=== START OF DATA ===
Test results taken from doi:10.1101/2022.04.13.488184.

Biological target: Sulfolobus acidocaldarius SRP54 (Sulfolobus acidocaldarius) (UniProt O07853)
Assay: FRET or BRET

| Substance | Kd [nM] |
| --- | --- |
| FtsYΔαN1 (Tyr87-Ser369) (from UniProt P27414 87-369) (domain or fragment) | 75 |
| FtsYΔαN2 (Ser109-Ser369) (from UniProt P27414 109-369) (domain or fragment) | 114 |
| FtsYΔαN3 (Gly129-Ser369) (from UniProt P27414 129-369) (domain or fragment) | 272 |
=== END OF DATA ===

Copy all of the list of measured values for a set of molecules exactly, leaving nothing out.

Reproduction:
Test results taken from doi:10.1101/2022.04.13.488184.

Biological target: Sulfolobus acidocaldarius SRP54 (Sulfolobus acidocaldarius) (UniProt O07853)
Assay: FRET or BRET

| Substance | Kd [nM] |
| --- | --- |
| FtsYΔαN1 (Tyr87-Ser369) (from UniProt P27414 87-369) (domain or fragment) | 75 |
| FtsYΔαN2 (Ser109-Ser369) (from UniProt P27414 109-369) (domain or fragment) | 114 |
| FtsYΔαN3 (Gly129-Ser369) (from UniProt P27414 129-369) (domain or fragment) | 272 |